My writer pal Ed Gorman used this review of the Dover reprint of STRIP FOR MURDER at his terrific blog.

The QUARRY series gets great play in this article about Memphis trying to lure the series back there (it’s shooting in New Orleans currently with limited Memphis footage scheduled to be shot later).

A recurring cast member has been added to the QUARRY series.

Here’s another of those articles about movies you didn’t know were based on comics, with ROAD TO PERDITION included. But either I am getting very old or the world is getting very young when such movies include ANNIE and THE ADDAMS FAMILY (!!!).

And finally, of all things, here’s a review of the audio of DEAD STREET, the first Spillane novel I completed (though I took only limited credit for my polish and concluding chapters).

M.A.C.

Quarry & Mike Hammer News

Tuesday, April 14th, 2015

The New Orleans Times-Picayune interviewed me recently and if you will follow this link, you’ll find pictures from the set of the Cinemax QUARRY TV series as well as a three-part interview with me that is the most in-depth look at Quarry and his creation that I’ve ever provided.

I admit I was shocked that they used my entire interview – I had thought I was being interviewed for background on a broader piece, and expected a handful of things I said to be used as “pull” quotes. But they ran the whole thing, which is great, although occasionally I seem to be speaking English as a second (or perhaps third) language.

I THE JURY 82

For Mike Hammer fans, there’s good news – the under-rated Armand Assante I, THE JURY has received its first (albeit no frills) DVD release in America. I would have much preferred a Blu-ray with special features (like a commentary from yours truly), but we take what we can get.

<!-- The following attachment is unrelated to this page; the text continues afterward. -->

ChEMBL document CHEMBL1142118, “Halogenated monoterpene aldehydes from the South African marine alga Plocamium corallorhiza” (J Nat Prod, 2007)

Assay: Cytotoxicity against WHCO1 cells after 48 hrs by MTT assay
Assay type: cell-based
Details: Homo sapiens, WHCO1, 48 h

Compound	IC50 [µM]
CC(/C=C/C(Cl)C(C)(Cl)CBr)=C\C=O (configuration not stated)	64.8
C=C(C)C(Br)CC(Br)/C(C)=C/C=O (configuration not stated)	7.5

For years what I had was a Japanese laser-disc that blurred all the sexy bits, and there’s a lot of ‘em. This is a made-on-demand DVD from Fox Cinema Archives and can be found at Amazon and elsewhere for around twenty bucks. Some people are gun-shy about MOD DVD’s, but I have tons of ‘em and have never had a problem. One proviso: While the DVD is in my house as I type this, I have yet to break the shrink wrap and screen it. If I’m disappointed in the transfer, I’ll let you know next week. [Note from Nate: Amazon instant video also has it in HD.]

Mickey did not like this version of I, THE JURY, but I am a fan. I would put it in the upper tier of Spillane films, probably in this order: KISS ME DEADLY; I, THE JURY (‘53) and THE GIRL HUNTERS (a tie for second place); and the I, THE JURY remake with Assante. The latter was a hard movie to see back in ‘82. Terry Beatty and I drove to a Chicago suburb to see it (returning the same night).

Here’s a brief excerpt on the I, THE JURY remake from MICKEY SPILLANE ON SCREEN by Jim Traylor and myself:

Assante’s performance has a psychotic edge that makes his Hammer, updated or not, the definitive screen portrayal to date of the young Mike Hammer. Somewhere in there with the Brando and Stallone bits is a sense of the Mick himself: Assante has watched Spillane, obviously, and has the bantam walk down pat – as with Biff Elliot and Spillane, Assante confirms that a small, broad-chested Hammer has a bulldog rather than bully quality needed for character empathy in the page-to-screen transfer of the brawling hero.

The Assante Hammer is outraged; he’s prepared to risk anything for his goal, because his Hammer simply does not give a damn; if he dies in the course of his quest, so be it – “You take life too serious,” he advises several terrified unwilling participants in his various war games. Another time he tells Charlotte that he “may take a few suspects out along the way – I’m not perfect.” Dat’s Mike Hammer, ‘80s style.

Predictably, Spillane despised the film; most of his objections stemmed from (Larry) Cohen’s script, understandably displeased that his straightforward detective plot had been abandoned. He reserved his most dismissive comment for Assante: “He wore Italian heels,” as if this were enough to invalidate the film.

Even the update’s most obviously strong point did not impress Spillane – he dismissed the portrayal of Velda as “a preppie.” If so, this is a pistol-packing preppie, who likely shot the alligator on her shirt.

Very proud of that book, by the way. I believe it’s sold under 100 copies, and I wish I were kidding. If you like Hammer/Spillane, don’t be put off by the high price.